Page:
You’re doing it wrong! How women are being mismanaged in the workplace

15 March 2017 -


New research has revealed how managers are not preparing their future female leaders for opportunities further up the corporate ladder, leading to a lack of diversity at the executive level

Matt Scott

Women are not receiving the right type of support from their line managers in order to be prepared for executive roles, a new report has found.

The report from 30% Club, which interviewed male and female managers and their reports across 10 industries, found that a chronic shortage of senior-level women can be directly linked to how staff are managed through their career.

The research found that gender differences start to play out mainly in the mid part of careers. As employees move towards mid-career building stage, feedback from managers in response to the question ‘What do you do to develop her/him? This could be in current role or for future opportunities’, revealed that women are not being encouraged in the way their male peers are.

Rachel Short, Director at Why Women Work and 30% Club Steering Committee member, who co-led on the research, said: “What we’re seeing in this research is that managers find it easier to focus on a promotional trajectory for their male reports than their female reports. Female reports are being encouraged to try different things and broaden their experience while male reports are assisted in getting the critical experience that will get them a specific promotion.

“While it’s true that women get great relational and personal career boosts in this way, men are being put forward for tangible qualifications which will give them a leg up on the career ladder, such as courses, MBAs and secondments.”

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In addition to how managers seek to develop their staff, the research revealed that senior managers are not spending enough time with their reports to coach them into roles of sufficient responsibility.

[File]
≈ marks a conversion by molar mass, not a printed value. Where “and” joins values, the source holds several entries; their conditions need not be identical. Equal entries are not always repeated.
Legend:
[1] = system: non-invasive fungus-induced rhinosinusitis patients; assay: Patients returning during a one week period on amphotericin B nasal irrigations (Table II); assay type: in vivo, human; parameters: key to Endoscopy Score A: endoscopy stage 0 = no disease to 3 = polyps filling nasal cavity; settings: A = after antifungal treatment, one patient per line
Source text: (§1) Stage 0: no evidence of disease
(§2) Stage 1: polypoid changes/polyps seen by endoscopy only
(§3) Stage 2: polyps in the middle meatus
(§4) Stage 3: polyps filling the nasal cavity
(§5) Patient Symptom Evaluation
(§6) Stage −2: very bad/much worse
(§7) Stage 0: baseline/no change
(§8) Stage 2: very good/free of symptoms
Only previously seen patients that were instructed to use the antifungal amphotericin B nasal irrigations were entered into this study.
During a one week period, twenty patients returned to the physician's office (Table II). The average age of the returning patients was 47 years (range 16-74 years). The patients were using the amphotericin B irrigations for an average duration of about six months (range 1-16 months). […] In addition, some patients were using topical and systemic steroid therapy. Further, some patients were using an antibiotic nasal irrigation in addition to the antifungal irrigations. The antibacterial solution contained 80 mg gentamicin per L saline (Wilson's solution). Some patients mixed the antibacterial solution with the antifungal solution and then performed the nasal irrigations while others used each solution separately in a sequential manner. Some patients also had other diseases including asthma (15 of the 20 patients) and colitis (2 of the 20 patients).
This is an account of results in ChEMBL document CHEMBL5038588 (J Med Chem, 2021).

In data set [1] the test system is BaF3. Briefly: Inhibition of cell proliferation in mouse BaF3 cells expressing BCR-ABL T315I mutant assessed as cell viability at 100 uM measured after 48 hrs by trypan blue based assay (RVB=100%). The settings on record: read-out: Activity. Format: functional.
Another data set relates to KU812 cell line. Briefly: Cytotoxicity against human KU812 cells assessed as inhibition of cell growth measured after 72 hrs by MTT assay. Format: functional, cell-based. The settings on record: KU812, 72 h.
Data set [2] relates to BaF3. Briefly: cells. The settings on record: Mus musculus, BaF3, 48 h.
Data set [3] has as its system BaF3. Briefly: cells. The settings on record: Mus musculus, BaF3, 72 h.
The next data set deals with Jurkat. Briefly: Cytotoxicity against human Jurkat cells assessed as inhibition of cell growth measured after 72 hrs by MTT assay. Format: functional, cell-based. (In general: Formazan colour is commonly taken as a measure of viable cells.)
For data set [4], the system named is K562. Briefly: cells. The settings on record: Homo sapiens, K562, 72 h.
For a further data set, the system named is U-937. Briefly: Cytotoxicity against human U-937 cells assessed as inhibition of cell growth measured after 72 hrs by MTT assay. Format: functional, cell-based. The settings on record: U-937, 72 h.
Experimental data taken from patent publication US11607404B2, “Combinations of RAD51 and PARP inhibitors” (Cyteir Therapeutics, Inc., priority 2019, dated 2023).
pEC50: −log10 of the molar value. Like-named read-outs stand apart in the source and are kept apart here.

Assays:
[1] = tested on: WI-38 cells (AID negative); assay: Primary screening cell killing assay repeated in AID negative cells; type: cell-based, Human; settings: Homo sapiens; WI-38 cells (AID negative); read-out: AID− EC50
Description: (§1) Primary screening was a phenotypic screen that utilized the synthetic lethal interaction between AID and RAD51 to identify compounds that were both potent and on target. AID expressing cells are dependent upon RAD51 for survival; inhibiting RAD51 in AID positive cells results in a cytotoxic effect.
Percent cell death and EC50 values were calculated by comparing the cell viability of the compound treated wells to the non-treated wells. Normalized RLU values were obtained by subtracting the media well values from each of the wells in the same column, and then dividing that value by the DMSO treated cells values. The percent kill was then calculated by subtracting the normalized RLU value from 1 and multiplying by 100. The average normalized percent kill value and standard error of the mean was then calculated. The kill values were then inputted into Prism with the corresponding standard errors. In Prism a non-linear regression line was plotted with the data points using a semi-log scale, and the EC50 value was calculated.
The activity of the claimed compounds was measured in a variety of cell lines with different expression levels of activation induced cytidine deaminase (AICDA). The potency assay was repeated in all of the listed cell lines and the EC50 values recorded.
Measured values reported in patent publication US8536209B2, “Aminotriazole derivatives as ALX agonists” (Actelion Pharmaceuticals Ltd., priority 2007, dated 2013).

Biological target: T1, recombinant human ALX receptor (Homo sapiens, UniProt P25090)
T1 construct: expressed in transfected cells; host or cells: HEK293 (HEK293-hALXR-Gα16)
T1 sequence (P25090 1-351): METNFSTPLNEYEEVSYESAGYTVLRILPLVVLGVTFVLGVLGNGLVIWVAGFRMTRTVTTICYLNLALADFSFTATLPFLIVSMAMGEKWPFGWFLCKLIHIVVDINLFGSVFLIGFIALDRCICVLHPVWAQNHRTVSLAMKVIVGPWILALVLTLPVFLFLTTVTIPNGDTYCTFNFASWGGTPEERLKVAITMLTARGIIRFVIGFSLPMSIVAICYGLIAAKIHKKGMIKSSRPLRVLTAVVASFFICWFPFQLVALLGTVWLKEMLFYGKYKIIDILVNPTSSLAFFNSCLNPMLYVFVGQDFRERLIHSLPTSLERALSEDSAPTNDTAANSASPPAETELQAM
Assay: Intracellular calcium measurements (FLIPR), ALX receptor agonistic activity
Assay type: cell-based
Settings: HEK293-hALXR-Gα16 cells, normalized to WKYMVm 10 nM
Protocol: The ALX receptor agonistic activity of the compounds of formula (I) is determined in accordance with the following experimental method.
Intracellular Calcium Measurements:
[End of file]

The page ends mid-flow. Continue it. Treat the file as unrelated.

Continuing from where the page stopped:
Between early stages of career development and late career-building, respondents to the research said the time they spent with their manager dropped from 29% of their time for female reports and 24% for male reports, to just 5% for both sexes.

Pavita Cooper, Founder of More Difference and 30% Club Steering Committee member, who also co-led the research, said: “Things get tough at the top where senior managers are not managing their reports into a suitable level of seniority. Couple that with the fact that it is men who are better prepared into these senior roles by their managers prior to them, and we’re faced with a group of women left lacking both the managerial guidance and the know-how to step into senior executive roles.

“We need to start pulling women through for promotion much earlier so that we can establish an executive pipeline with better gender diversity.”

Opening up the pipeline

Responses from those interviewed also revealed that female managers were more open to promoting different approaches and skills which, enables greater diversity through the executive pipeline.

When managers were asked about their report: ‘If he/she were to be promoted into your role, how would he/she do things differently from you?’, female managers were revealed to be more positive about the different skills that their reports would bring to the table.

Male managers, meanwhile, struggled to respond as to what their report would do differently from them and the benefits that would bring.

“This report certainly isn’t maligning all male managers but the research has shown us that women are perceived by their reports to be more open and welcoming,” Short said. “If we can get them through the executive pipeline earlier on, we’ll be getting women into senior roles who are more encouraging of those who do things differently – which is essential for positive organisational change.”

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